National Federation of Independent Business v. Sebelius Summary |

In 2010, Congress passed a controversial health
care law, the Patient Protection and Affordable Care Act (popularly known as ObamaCare, or
the ACA). Shortly afterward, multiple parties, including business organizations, individuals,
and 26 states, filed suit in district courts across the country to challenge the Act’s
constitutionality. The results were fractured: some courts upheld some or all of the ACA,
others declared part or all unconstitutional, some concluded offending provisions could
be severed, and others argued that the Act couldn’t be challenged until someone was
forced to pay the penalty. In National Federation of Independent Business
v. Sebelius, the National Federation of Independent Business, the State of Florida, and other
plaintiffs sued in Florida federal court Katherine Sebelius, Secretary of the U.S. Department
of Health and Human Services. The ACA is a massive piece of legislation, but the litigation
challenged two key provisions: (1) the individual mandate, which requires individuals to purchase
health insurance or pay a “penalty” and (2) the Medicaid expansion provision, which
conditioned continued receipt of federal Medicaid funds on states expanding their eligibility
requirements for the program. The district court held that Congress had
exceeded its authority in passing the individual mandate. The court concluded that the individual
mandate was not severable and struck down the Act as a whole. On appeal, the Eleventh
Circuit Court of Appeals affirmed that the individual mandate was unconstitutional. However,
the court of appeals determined that the individual mandate was severable; so, the rest of the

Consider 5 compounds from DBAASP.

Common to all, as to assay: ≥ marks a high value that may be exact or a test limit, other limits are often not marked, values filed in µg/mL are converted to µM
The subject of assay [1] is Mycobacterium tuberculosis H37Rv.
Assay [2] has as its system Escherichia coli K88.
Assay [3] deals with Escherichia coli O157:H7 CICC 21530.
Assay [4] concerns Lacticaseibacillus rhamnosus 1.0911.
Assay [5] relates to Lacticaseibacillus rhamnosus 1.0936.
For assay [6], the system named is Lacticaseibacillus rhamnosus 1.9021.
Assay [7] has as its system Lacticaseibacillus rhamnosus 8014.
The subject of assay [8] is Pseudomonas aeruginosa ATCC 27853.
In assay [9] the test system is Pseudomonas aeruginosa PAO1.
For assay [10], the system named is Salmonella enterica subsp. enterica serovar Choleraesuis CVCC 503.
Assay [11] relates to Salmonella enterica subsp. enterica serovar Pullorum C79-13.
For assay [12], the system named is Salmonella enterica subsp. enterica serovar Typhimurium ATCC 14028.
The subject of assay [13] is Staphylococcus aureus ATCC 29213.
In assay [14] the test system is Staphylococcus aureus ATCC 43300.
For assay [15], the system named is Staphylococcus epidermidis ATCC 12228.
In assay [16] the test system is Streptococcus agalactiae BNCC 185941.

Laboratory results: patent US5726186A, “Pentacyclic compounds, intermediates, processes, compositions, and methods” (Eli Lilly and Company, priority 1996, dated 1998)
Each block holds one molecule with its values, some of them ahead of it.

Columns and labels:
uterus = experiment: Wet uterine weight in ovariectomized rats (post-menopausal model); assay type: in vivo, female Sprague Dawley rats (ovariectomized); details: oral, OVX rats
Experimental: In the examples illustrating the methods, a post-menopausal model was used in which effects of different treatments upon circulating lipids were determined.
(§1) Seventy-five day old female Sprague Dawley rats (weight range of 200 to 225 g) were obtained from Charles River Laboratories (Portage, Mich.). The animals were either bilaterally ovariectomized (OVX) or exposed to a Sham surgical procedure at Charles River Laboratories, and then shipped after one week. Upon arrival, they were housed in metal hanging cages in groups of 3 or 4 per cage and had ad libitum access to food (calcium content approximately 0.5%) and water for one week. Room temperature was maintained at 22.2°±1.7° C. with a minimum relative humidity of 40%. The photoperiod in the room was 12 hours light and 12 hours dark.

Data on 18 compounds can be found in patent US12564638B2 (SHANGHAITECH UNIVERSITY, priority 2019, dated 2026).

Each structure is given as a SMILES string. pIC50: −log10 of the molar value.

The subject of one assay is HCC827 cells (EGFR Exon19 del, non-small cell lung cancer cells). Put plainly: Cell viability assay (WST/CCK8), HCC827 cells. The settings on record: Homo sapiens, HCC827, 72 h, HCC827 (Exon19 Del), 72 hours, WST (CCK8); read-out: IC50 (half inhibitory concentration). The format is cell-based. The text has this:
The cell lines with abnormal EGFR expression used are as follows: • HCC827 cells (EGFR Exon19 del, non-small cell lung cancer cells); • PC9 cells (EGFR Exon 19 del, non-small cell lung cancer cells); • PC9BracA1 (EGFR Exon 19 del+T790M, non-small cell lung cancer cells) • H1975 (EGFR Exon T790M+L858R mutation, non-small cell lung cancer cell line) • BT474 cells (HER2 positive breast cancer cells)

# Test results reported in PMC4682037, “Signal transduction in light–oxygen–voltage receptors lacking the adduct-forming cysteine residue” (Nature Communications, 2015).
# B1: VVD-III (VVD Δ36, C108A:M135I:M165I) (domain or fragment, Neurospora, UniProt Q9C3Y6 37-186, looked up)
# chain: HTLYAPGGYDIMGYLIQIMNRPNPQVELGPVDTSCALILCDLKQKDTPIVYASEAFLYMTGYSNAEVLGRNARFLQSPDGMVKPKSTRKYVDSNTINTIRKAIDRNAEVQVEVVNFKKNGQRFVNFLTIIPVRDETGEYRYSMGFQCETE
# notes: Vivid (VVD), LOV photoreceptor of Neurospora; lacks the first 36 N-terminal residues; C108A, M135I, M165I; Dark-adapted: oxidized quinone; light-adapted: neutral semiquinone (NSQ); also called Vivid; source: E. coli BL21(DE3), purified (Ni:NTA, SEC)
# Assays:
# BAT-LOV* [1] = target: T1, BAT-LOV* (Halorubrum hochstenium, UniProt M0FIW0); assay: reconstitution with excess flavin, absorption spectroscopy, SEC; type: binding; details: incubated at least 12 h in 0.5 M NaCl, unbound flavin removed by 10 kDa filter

Act remained intact. The Supreme Court agreed to hear the case to resolve the split between the
circuits. Chief Justice Roberts, writing for a divided
majority, found the Act constitutional in part and unconstitutional in part. Roberts
first concluded that the individual mandate could not be justified as a valid exercise
of commerce power, because the Commerce Clause did not empower Congress to compel individuals
to engage in commercial activity. Further, Roberts concluded that the possibility that
people would participate in the healthcare market at some point in the future was not
enough. Roberts viewed this as a slippery slope that would open the door to congressional
regulation of all sorts of activity (or inactivity) not contemplated by the Framers. To illustrate
this, Roberts said that obesity was more responsible for increased healthcare costs than uninsured
people, but under the government’s theory, the federal government could mandate that
people buy vegetables. Next, Roberts wrote that the Necessary and Proper Clause only
gave Congress the power to do things that were incidental to the valid exercise of some
enumerated power, and therefore the individual mandate could not be justified on this ground
either. However, Roberts reasoned the individual mandate’s penalty provision operated more